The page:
Skip to main content
Center for Action and Contemplation

The Universal and Unifying Meal

Thursday, July 26, 2018


The Universal and Unifying Meal
Thursday, July 26, 2018

The mystery of sharing food and a common table takes place on different levels. First there is the unifying idea of sharing the same food. Then there is the symbolism of the table itself: where you sit at the table, how the table is arranged, and who is invited. Together the food and table become a symbol of how our social world is also arranged. (Think of Anthony Bourdain’s CNN series on food, Parts Unknown, which became the context for communicating an entire life philosophy, political commentary, and study of international friendship.)

Jesus’ last supper was a meal of deep table friendship—with his closest followers—that evolved into the formatted, highly ritualized meal of bread and wine that many of us feel obligated to participate in today. The first disciples soon came to understand it as their special way of gathering, as the way to define their reality and their relationship with one another, a “memorial” meal with Jesus and thus with the larger society.

This communion meal was originally somewhat of a secret ritual (especially during times of persecution) by which the community defined itself and held itself together. Frankly, most people have never been ready for the Eucharist’s radically demanding message of solidarity with both suffering and resurrection at the same time. Therefore, we made it into a worthiness contest and something that we could supposedly understand with our mind—both a terrible waste of time, in my opinion. Catholics even publicly say, “Lord, I am not worthy” in the Mass, immediately before we walk up as if we are “worthy”—and others are not. Ken Wilber would call this a “performative contradiction” right in the heart of the liturgy.

Yes, we are to recognize Jesus himself in the Eucharist, but we are also to “recognize the Body” (see 1 Corinthians 11:29) of those present as the Body of Christ, too (as Paul goes on to describe at great length in 1 Corinthians 12). There is no true Eucharist without a living assembly because we are being saved together and as one. The message is corporate and historical. (Yet I grew up with priests in great numbers saying “private” Masses all by themselves. And some still say we did not need a liturgical renewal!)

The Eucharistic meal is meant to be a microcosmic event, summarizing at one table what is true in the whole macrocosm: We are one, we are equal in dignity, we all eat of the same divine food, and Jesus is still and always “eating with sinners” (for which people hated him) just as he did when on Earth.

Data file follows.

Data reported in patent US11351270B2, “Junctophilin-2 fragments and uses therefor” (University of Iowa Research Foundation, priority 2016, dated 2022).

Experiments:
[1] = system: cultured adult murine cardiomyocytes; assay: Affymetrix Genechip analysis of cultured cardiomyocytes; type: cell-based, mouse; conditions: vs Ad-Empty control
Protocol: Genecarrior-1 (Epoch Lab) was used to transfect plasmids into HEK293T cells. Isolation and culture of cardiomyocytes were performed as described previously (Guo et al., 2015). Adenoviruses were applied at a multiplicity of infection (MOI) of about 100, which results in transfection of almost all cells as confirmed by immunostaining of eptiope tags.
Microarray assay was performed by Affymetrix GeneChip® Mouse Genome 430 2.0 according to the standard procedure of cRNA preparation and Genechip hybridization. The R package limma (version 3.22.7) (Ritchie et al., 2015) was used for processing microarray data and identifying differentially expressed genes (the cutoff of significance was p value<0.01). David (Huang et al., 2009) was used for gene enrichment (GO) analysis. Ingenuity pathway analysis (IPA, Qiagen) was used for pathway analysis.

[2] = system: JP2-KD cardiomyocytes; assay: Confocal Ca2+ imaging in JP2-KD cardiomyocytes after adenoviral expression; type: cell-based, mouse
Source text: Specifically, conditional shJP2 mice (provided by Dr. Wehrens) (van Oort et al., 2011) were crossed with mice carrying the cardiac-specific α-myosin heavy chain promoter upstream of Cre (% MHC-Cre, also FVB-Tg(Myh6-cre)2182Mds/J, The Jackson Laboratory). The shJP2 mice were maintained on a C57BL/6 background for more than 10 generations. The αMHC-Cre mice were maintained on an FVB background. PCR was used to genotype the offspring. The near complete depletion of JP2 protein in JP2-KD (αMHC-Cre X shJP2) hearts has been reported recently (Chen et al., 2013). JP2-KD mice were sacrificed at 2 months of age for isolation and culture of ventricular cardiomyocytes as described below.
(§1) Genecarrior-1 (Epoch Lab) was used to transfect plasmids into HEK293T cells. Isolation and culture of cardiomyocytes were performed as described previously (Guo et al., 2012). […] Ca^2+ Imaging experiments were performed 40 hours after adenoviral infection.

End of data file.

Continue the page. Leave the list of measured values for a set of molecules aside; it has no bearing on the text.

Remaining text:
Adapted from Richard Rohr, A Spring Within Us: A Book of Daily Meditations (CAC Publications: 2016), 296-297.

Image credit: Sharing a meal in the Philippines (detail), photograph by Avel Chuklanov, 2017. Magalang Road, Mabalacat, Philippines.
Inspiration for this week’s banner image: Jesus’ most consistent social action was eating in new ways and with new people, encountering those who were oppressed or excluded from the system. He didn’t please anybody, it seems, always breaking the rules and making a bigger table. —Richard Rohr
Navigate by Date

This year’s theme

A candle being lit

Radical Resilience

We live in a world on fire. This year the Daily Meditations will explore contemplation as a way to build Radical Resilience so we can stand in solidarity with the world without burning up or burning out. The path ahead may be challenging, but we can walk it together.

The archives

Explore the Daily Meditations

Explore past meditations and annual themes by browsing the Daily Meditations archive. Explore by topic or use the search bar to find wisdom from specific teachers.

Join our email community

Sign-up to receive the Daily Meditations, featuring reflections on the wisdom and practices of the Christian contemplative tradition.

Hidden Fields

Find out about upcoming courses, registration dates, and new online courses.
Our theme this year is Radical Resilience. How do we tend our inner flame so we can stand in solidarity with the world without burning up or out? Meditations are emailed every day of the week, including the Weekly Summary on Saturday. Each week builds on previous topics, but you can join at any time.
In a world of fault lines and fractures, how do we expand our sense of self to include love, healing, and forgiveness—not just for ourselves or those like us, but for all? This monthly email features wisdom and stories from the emerging Christian contemplative movement. Join spiritual seekers from around the world and discover your place in the Great Story Line connecting us all in the One Great Life. Conspirare. Breathe with us.